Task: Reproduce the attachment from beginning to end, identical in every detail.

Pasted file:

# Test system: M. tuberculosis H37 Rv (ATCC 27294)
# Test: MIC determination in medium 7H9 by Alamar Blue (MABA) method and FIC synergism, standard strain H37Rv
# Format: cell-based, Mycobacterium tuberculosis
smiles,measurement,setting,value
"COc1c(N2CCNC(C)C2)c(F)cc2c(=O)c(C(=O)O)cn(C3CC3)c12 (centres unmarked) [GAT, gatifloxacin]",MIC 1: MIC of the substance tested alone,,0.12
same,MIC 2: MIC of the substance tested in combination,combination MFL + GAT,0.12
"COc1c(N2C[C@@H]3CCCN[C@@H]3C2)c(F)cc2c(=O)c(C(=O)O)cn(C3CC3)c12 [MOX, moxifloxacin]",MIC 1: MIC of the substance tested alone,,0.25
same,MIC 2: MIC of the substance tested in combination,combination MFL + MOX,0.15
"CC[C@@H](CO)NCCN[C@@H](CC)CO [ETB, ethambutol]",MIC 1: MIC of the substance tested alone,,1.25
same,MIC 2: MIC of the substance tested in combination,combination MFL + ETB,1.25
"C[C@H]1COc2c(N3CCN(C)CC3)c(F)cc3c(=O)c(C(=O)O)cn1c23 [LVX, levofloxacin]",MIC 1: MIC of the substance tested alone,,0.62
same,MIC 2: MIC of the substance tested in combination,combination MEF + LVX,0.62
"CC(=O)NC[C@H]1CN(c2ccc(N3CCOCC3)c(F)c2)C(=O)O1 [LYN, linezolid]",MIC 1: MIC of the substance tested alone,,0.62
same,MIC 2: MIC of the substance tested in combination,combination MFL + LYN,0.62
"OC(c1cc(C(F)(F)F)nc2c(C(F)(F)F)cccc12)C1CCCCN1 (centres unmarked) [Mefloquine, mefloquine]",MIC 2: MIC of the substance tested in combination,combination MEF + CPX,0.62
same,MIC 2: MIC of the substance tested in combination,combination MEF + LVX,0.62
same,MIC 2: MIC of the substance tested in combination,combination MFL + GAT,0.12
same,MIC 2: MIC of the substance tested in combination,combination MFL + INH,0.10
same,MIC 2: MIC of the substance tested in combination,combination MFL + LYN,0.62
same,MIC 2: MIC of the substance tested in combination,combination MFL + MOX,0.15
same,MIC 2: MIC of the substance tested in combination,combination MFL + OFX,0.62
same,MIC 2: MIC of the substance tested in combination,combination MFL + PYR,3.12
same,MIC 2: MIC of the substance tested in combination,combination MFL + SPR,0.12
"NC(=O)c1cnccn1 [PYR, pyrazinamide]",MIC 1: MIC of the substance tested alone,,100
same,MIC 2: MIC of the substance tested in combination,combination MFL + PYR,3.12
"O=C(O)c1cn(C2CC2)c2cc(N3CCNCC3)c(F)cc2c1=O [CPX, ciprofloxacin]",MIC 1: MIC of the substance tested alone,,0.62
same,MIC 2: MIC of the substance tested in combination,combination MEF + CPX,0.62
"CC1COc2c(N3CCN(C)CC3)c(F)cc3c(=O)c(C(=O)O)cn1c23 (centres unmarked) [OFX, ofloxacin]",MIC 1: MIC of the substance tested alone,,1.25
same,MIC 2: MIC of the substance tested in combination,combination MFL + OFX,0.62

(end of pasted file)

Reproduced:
# Test system: M. tuberculosis H37 Rv (ATCC 27294)
# Test: MIC determination in medium 7H9 by Alamar Blue (MABA) method and FIC synergism, standard strain H37Rv
# Format: cell-based, Mycobacterium tuberculosis
smiles,measurement,setting,value
"COc1c(N2CCNC(C)C2)c(F)cc2c(=O)c(C(=O)O)cn(C3CC3)c12 (centres unmarked) [GAT, gatifloxacin]",MIC 1: MIC of the substance tested alone,,0.12
same,MIC 2: MIC of the substance tested in combination,combination MFL + GAT,0.12
"COc1c(N2C[C@@H]3CCCN[C@@H]3C2)c(F)cc2c(=O)c(C(=O)O)cn(C3CC3)c12 [MOX, moxifloxacin]",MIC 1: MIC of the substance tested alone,,0.25
same,MIC 2: MIC of the substance tested in combination,combination MFL + MOX,0.15
"CC[C@@H](CO)NCCN[C@@H](CC)CO [ETB, ethambutol]",MIC 1: MIC of the substance tested alone,,1.25
same,MIC 2: MIC of the substance tested in combination,combination MFL + ETB,1.25
"C[C@H]1COc2c(N3CCN(C)CC3)c(F)cc3c(=O)c(C(=O)O)cn1c23 [LVX, levofloxacin]",MIC 1: MIC of the substance tested alone,,0.62
same,MIC 2: MIC of the substance tested in combination,combination MEF + LVX,0.62
"CC(=O)NC[C@H]1CN(c2ccc(N3CCOCC3)c(F)c2)C(=O)O1 [LYN, linezolid]",MIC 1: MIC of the substance tested alone,,0.62
same,MIC 2: MIC of the substance tested in combination,combination MFL + LYN,0.62
"OC(c1cc(C(F)(F)F)nc2c(C(F)(F)F)cccc12)C1CCCCN1 (centres unmarked) [Mefloquine, mefloquine]",MIC 2: MIC of the substance tested in combination,combination MEF + CPX,0.62
same,MIC 2: MIC of the substance tested in combination,combination MEF + LVX,0.62
same,MIC 2: MIC of the substance tested in combination,combination MFL + GAT,0.12
same,MIC 2: MIC of the substance tested in combination,combination MFL + INH,0.10
same,MIC 2: MIC of the substance tested in combination,combination MFL + LYN,0.62
same,MIC 2: MIC of the substance tested in combination,combination MFL + MOX,0.15
same,MIC 2: MIC of the substance tested in combination,combination MFL + OFX,0.62
same,MIC 2: MIC of the substance tested in combination,combination MFL + PYR,3.12
same,MIC 2: MIC of the substance tested in combination,combination MFL + SPR,0.12
"NC(=O)c1cnccn1 [PYR, pyrazinamide]",MIC 1: MIC of the substance tested alone,,100
same,MIC 2: MIC of the substance tested in combination,combination MFL + PYR,3.12
"O=C(O)c1cn(C2CC2)c2cc(N3CCNCC3)c(F)cc2c1=O [CPX, ciprofloxacin]",MIC 1: MIC of the substance tested alone,,0.62
same,MIC 2: MIC of the substance tested in combination,combination MEF + CPX,0.62
"CC1COc2c(N3CCN(C)CC3)c(F)cc3c(=O)c(C(=O)O)cn1c23 (centres unmarked) [OFX, ofloxacin]",MIC 1: MIC of the substance tested alone,,1.25
same,MIC 2: MIC of the substance tested in combination,combination MFL + OFX,0.62